The Language of the Dead

Written by Stephen Kelly
Review by Susan McDuffie

An old man is found slain under a tree, crows pecking at his eyes. The ritual slaying of Will Blackwood echoes the killing of a reputed witch some sixty years earlier; the killer carved a cross on the victim’s forehead, stabbed a pitchfork through his neck, and embedded a scythe in his chest. Detective Chief Inspector Thomas Lamb investigates in this murder mystery set in rural Hampshire in the early days of World War II.

Lamb’s investigations lead him to a strange mute boy, Peter, who communicates through his detailed drawings of insects and butterflies, to the girl Emily Fordham, who has befriended the boy, and to three neglected children who may have witnessed the slaying. The need to find the killer becomes increasingly urgent as another brutal murder takes place in the quiet village of Quimby. Varied subplots involve Lamb’s own daughter and her work as a civil defense officer, Lamb’s troubled Sergeant, David Wallace, and a ghost from Lamb’s own years in the trenches of WWI, Inspector Harry Rivers. The characters are well drawn, and the plot moves in unexpected directions as the investigation continues against a background of German bombings and the privations of the war.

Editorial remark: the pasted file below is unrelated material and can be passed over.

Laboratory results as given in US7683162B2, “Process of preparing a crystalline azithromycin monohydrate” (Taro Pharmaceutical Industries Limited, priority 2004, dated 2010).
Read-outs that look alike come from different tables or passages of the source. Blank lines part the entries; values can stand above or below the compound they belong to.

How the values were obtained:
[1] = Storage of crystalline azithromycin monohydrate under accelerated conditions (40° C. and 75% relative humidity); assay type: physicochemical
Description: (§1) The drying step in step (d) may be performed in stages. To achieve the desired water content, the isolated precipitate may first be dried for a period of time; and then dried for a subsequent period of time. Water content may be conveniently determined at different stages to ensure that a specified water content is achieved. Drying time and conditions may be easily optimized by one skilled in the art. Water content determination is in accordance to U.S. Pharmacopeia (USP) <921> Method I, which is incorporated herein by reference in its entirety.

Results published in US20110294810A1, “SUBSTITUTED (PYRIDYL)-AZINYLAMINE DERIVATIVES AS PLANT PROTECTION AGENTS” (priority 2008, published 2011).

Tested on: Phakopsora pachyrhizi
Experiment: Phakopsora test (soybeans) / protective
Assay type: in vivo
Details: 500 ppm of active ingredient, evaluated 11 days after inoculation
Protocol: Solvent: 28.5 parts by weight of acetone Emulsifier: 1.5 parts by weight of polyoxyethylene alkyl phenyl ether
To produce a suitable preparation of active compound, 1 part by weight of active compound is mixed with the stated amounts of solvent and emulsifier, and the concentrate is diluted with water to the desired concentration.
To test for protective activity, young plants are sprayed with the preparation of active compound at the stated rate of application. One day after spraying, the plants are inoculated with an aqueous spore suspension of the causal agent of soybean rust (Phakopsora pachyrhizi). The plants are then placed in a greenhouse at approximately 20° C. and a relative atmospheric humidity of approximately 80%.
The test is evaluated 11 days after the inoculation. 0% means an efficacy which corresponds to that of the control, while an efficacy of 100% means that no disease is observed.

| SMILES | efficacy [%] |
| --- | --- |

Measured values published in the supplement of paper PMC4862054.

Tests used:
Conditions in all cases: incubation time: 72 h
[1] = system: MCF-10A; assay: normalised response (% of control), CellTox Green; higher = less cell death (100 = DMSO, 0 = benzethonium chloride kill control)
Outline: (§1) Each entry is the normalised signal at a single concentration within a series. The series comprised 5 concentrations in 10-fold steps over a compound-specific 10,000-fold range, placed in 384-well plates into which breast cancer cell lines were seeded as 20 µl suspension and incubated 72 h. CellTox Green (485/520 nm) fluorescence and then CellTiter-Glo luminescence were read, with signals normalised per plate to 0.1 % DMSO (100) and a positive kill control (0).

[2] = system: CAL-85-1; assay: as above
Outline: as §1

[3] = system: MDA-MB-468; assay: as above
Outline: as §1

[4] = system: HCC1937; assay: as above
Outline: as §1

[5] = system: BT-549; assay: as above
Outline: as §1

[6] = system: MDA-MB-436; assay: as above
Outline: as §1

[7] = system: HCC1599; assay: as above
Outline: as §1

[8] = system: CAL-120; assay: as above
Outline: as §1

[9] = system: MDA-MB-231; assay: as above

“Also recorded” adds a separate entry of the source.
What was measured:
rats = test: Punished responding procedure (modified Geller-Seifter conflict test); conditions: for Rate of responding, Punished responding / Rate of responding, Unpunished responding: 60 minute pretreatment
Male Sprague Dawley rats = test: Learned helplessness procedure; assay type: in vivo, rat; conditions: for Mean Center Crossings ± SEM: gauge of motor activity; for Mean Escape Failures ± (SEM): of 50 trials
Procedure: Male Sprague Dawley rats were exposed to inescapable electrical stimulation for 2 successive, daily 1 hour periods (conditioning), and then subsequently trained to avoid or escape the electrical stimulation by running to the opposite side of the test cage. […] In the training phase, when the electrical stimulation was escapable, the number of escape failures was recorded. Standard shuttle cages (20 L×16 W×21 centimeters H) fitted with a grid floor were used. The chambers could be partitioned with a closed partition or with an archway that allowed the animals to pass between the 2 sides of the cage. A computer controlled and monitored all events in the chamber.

Kelly’s strong writing weaves these diverse strands into a cohesive whole. The novel vividly evokes the era and setting. I greatly enjoyed this story and look forward to reading more of Inspector Lamb’s cases in the future. Recommended.